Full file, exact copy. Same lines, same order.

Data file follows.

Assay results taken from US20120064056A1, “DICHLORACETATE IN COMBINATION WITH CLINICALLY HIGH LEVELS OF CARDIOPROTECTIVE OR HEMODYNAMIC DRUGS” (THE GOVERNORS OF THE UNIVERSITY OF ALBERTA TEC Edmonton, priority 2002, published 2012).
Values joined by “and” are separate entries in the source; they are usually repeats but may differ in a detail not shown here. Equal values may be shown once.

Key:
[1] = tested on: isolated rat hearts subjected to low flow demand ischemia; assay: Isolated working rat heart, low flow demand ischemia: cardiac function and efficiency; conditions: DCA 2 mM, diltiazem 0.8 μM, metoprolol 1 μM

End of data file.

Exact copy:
Assay results taken from US20120064056A1, “DICHLORACETATE IN COMBINATION WITH CLINICALLY HIGH LEVELS OF CARDIOPROTECTIVE OR HEMODYNAMIC DRUGS” (THE GOVERNORS OF THE UNIVERSITY OF ALBERTA TEC Edmonton, priority 2002, published 2012).
Values joined by “and” are separate entries in the source; they are usually repeats but may differ in a detail not shown here. Equal values may be shown once.

Key:
[1] = tested on: isolated rat hearts subjected to low flow demand ischemia; assay: Isolated working rat heart, low flow demand ischemia: cardiac function and efficiency; conditions: DCA 2 mM, diltiazem 0.8 μM, metoprolol 1 μM